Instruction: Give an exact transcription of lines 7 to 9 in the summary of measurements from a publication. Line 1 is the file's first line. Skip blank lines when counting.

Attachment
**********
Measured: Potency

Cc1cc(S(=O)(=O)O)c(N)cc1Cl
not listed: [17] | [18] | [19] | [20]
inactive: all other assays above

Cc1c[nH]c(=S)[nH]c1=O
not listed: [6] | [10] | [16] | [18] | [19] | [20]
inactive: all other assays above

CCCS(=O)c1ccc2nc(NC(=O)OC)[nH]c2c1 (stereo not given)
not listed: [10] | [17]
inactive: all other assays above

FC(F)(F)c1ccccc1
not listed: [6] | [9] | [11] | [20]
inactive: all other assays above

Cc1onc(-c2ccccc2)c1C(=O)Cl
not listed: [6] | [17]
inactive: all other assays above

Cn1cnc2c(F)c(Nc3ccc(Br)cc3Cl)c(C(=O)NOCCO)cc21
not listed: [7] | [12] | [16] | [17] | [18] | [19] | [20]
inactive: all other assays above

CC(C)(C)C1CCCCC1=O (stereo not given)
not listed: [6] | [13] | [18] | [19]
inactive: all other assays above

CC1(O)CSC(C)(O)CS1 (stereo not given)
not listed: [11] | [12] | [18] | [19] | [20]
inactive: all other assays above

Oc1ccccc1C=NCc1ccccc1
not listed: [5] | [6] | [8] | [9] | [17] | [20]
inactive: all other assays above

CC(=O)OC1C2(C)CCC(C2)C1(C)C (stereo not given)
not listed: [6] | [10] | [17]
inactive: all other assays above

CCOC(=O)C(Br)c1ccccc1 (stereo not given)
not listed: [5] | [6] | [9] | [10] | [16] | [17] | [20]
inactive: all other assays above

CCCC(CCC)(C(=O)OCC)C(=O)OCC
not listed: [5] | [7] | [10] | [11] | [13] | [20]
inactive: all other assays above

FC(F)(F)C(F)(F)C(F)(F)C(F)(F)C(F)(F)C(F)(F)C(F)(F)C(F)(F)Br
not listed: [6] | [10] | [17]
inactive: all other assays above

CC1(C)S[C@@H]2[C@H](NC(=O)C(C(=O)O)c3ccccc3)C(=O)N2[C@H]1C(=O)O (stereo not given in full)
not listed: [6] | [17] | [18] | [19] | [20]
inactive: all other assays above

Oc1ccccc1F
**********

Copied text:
inactive: all other assays above

CCCS(=O)c1ccc2nc(NC(=O)OC)[nH]c2c1 (stereo not given)
not listed: [10] | [17]